The behavioural economics of Melbourne Cup day

You have spent hours hunting for the right frock, shoes, bag and hat. You’ve been primped, plucked and spray tanned, waxed and blow dried. You have dieted, exercised and cleansed. You’ve been up since the early hours, battled traffic snarls and endless queues.

And now here you are. Standing in the car park which has been claimed by heels rather than wheels, crammed in amongst sweaty strangers, sipping sour bubbles and nibbling soggy sandwiches.

Ahhh, Melbourne Cup day – proof irrefutable that we are not entirely rational beings.

In celebration of the famous Melbourne Cup, let’s take a sneaky peak at the behavioural economics at play.

Overconfidence bias:

We can be too confident in our abilities, which leads to risk-taking.
“I’ve studied the form and of course I know more than the bookies.”

Illusion of control:

We think we can control events that we can’t.
“My horse always/never wins.”

Actor-observer bias:

We attribute our own positive behaviour to our character, and the behaviour of others to the situation.
“When I get drunk it’s the mix of wine and bubbles that did it; when you get drunk it’s because you drank too much!” or “When I win it’s because I am super talented in selecting winners; when you win it’s luck.”

Endowment effect:

Don’t get too excited guys; endowment is about us overvaluing what we own.
“Sure I randomly drew that horse out of the hat, but it’s mine and you can’t have it.”

Restraint bias:

We underestimate our ability to avoid temptation.
“It’s OK, I’ll only have a couple of drinks.”

Remembering self:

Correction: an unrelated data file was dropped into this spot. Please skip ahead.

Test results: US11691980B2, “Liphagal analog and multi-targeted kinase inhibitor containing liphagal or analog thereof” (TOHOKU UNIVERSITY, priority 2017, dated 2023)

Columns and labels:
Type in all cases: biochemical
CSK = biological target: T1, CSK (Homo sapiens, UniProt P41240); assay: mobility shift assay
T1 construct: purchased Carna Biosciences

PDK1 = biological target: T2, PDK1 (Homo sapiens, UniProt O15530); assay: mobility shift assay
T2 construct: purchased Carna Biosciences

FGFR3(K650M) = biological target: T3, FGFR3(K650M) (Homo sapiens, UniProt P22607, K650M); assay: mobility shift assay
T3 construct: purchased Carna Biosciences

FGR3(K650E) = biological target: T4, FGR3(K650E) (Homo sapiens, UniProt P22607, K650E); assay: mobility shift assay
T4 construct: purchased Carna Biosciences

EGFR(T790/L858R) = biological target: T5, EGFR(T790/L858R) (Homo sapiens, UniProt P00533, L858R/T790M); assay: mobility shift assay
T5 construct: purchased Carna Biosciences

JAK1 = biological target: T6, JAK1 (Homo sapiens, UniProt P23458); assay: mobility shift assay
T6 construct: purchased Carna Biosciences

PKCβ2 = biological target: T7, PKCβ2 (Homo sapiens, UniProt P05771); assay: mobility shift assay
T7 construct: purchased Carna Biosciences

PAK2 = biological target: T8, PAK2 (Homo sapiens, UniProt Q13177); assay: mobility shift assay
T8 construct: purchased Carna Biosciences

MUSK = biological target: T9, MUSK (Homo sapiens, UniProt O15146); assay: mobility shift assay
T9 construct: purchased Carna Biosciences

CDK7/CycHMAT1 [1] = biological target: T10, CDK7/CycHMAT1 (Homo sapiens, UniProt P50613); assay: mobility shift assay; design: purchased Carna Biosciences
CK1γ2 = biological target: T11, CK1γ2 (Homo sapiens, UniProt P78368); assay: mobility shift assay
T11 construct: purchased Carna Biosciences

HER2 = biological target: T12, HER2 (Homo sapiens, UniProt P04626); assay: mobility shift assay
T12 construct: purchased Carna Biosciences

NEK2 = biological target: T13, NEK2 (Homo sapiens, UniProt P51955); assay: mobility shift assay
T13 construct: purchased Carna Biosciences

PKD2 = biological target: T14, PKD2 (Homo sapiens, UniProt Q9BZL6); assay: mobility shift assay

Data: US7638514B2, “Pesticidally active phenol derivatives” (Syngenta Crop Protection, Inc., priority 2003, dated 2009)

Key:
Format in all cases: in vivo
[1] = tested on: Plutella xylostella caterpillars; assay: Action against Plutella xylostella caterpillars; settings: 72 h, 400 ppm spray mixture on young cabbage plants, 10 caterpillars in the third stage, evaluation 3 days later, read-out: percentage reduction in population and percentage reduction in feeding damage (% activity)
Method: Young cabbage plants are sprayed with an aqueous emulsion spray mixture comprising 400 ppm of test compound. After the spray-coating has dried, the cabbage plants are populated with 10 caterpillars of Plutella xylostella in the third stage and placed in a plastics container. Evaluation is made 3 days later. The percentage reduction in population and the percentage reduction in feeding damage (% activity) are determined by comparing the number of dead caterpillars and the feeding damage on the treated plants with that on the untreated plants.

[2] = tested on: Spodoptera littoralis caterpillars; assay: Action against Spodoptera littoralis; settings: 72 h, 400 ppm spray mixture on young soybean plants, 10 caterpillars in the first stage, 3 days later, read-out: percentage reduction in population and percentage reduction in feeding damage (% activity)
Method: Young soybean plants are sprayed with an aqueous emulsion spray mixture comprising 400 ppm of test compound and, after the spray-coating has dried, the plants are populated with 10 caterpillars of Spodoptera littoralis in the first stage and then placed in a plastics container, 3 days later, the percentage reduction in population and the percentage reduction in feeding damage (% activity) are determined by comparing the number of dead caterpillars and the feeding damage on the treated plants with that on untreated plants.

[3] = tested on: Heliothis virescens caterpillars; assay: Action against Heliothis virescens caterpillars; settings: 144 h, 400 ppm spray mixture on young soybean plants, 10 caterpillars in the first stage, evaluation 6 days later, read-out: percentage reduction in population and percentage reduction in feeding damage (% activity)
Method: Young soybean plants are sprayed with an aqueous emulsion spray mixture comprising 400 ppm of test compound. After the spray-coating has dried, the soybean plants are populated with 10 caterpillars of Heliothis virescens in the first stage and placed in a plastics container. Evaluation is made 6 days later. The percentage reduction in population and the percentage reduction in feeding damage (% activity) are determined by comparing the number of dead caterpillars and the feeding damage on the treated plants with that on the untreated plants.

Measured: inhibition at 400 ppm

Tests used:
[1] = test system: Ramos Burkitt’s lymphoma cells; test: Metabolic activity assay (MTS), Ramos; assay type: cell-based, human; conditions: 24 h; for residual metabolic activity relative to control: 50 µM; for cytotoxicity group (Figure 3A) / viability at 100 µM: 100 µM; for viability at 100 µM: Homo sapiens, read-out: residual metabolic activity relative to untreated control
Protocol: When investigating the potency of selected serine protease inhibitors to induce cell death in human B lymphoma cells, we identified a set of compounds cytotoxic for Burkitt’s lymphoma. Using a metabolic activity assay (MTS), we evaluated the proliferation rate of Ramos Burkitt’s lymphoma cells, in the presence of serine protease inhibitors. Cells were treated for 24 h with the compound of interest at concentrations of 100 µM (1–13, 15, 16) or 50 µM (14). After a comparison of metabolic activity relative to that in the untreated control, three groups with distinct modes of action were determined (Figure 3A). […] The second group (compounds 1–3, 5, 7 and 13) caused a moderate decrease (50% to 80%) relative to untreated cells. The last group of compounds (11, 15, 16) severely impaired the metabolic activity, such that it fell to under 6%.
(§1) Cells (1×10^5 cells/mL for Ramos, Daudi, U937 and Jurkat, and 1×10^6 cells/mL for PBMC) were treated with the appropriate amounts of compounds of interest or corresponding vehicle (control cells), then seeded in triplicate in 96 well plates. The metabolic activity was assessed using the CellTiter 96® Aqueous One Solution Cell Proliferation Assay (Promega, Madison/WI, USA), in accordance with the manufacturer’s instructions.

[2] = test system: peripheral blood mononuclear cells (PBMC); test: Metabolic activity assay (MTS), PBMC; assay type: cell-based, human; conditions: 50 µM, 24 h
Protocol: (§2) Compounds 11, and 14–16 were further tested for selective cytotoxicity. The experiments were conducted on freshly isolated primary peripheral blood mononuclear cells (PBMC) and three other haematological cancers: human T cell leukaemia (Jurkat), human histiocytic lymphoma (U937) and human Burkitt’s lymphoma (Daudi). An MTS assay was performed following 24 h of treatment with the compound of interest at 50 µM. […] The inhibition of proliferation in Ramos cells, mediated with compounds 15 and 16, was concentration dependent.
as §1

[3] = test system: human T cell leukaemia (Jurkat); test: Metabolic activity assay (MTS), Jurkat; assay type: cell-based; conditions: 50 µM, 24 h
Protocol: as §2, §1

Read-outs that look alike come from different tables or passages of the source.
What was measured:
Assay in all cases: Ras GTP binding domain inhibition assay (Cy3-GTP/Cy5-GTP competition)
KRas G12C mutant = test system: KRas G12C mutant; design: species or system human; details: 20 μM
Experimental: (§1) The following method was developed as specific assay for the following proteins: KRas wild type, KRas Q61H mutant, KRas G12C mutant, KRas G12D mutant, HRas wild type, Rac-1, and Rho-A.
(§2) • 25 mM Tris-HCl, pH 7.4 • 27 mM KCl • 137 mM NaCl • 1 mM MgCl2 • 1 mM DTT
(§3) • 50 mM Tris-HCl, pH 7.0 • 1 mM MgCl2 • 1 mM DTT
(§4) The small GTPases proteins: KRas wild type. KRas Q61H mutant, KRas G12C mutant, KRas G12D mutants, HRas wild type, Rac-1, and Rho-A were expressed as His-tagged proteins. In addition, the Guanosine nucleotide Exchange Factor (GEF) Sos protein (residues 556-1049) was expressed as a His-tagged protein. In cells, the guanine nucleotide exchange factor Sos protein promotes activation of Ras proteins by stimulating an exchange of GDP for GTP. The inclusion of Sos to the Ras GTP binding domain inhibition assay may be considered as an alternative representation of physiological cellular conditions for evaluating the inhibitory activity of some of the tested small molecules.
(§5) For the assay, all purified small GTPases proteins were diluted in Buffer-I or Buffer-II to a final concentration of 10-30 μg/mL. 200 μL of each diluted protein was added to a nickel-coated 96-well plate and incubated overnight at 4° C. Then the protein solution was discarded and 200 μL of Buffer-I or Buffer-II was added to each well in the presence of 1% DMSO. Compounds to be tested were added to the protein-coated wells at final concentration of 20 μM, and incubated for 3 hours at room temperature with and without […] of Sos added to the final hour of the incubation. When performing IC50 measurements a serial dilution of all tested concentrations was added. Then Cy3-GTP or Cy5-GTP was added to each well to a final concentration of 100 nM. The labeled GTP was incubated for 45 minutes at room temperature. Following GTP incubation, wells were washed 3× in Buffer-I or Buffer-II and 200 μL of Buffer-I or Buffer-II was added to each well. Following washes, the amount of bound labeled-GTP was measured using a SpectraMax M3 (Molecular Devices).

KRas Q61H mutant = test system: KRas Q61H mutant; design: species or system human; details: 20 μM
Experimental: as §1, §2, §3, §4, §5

Our memory of an experience rather than the experience itself is what persuades us.
“I remember the fun of previous Cup days rather than the reality of sore feet, sun burn and expense.”

Mental accounting:

Money is allocated to different ‘mental’ bank accounts.
“I paid for my outfit out of a different ‘mental account’ than my power bill. Any money I win will be ‘free’ money to be used on fun stuff.”

Focusing illusion:

Whatever we focus on has more importance at that moment than any other time.
“What, there’s a race after the Cup??”

Clustering illusion:

We see patterns where none exist.
“The jockey is wearing my lucky colours.”

Hindsight bias:

We knew it all along.
“I knew it was going to win! I just didn’t get around to placing a bet.”

Sunk cost fallacy:

Once resources have been invested, we find it hard to walk away.
“I better just finish this last drink. Can’t let it go to waste” or “Of course I’ll wear that fascinator again!”

Sounds like fun doesn’t it? And one for the road…

Hedonic framing:

Separate, smaller gains over a stretch of time are more pleasurable than one large win of equal value, but smaller separate losses hurt more than a once off. In other words, the more times we are interrupted by good or bad news, the better/worse it is.
“This is the best day of my life!” or…

No. Don’t worry. Your horse always wins. Have a good one.

Bri Williams runs People Patterns Pty Ltd, a consultancy specialising in the application of behavioural economics to everyday business issues. Bri is a presenter, consultant and author who you can find out more about at www.peoplepatterns.com.au, [email protected] or by following on Twitter @peoplepatterns. Bri’s book, “22 Minutes to a Better Business”, about how behavioural economics can help you tackle everyday business issues, is available through the Blurb bookstore.

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